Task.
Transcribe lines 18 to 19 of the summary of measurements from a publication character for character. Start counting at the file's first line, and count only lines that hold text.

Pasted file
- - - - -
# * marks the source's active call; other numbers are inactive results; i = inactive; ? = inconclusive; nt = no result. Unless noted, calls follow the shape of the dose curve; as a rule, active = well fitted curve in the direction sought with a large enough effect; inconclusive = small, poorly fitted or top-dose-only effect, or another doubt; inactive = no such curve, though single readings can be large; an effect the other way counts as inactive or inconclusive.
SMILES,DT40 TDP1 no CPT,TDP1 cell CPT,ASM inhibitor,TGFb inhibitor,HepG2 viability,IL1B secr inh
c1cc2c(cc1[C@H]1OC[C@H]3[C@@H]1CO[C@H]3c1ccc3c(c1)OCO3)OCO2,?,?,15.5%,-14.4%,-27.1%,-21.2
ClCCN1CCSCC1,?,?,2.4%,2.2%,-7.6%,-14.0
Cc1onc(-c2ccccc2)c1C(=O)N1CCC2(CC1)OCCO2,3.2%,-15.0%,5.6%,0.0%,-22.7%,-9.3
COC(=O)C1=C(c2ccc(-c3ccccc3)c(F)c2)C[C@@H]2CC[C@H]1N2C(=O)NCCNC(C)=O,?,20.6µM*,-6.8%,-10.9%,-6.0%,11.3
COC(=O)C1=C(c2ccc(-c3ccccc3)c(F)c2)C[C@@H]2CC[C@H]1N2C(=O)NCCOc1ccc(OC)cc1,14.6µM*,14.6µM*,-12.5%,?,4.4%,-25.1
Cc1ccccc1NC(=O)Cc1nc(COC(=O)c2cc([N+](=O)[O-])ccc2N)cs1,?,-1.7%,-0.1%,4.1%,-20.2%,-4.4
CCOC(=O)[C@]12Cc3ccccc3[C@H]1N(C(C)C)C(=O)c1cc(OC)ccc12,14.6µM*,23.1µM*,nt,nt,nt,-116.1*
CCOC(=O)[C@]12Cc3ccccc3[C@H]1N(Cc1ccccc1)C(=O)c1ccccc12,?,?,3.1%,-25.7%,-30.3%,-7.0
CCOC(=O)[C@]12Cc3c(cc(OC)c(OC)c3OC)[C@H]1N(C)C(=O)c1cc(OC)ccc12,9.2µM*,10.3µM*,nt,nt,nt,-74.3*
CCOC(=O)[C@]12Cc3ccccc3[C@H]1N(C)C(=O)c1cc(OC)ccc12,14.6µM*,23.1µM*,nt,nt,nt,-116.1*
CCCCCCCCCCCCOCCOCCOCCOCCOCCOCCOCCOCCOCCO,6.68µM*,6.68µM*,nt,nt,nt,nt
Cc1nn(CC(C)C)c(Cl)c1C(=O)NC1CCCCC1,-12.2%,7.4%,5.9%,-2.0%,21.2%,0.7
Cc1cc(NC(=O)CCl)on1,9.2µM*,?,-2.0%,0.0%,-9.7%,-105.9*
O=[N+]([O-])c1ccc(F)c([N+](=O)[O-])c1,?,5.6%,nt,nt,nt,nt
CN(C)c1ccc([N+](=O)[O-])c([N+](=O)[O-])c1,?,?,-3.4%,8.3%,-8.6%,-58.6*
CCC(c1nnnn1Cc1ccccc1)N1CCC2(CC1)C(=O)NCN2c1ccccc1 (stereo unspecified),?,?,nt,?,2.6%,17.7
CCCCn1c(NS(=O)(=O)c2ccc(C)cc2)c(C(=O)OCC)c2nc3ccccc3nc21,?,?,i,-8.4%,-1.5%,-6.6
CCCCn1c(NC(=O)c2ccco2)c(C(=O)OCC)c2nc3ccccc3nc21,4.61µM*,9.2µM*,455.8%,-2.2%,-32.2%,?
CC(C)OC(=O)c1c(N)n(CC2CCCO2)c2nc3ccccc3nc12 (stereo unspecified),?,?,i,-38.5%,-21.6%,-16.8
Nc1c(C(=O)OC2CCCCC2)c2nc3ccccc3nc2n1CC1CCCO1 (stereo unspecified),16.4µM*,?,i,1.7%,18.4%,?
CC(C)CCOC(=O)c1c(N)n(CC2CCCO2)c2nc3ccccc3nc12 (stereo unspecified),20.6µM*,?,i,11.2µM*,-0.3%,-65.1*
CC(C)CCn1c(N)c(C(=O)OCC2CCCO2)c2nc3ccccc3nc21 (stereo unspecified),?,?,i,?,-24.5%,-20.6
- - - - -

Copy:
CCC(c1nnnn1Cc1ccccc1)N1CCC2(CC1)C(=O)NCN2c1ccccc1 (stereo unspecified),?,?,nt,?,2.6%,17.7
CCCCn1c(NS(=O)(=O)c2ccc(C)cc2)c(C(=O)OCC)c2nc3ccccc3nc21,?,?,i,-8.4%,-1.5%,-6.6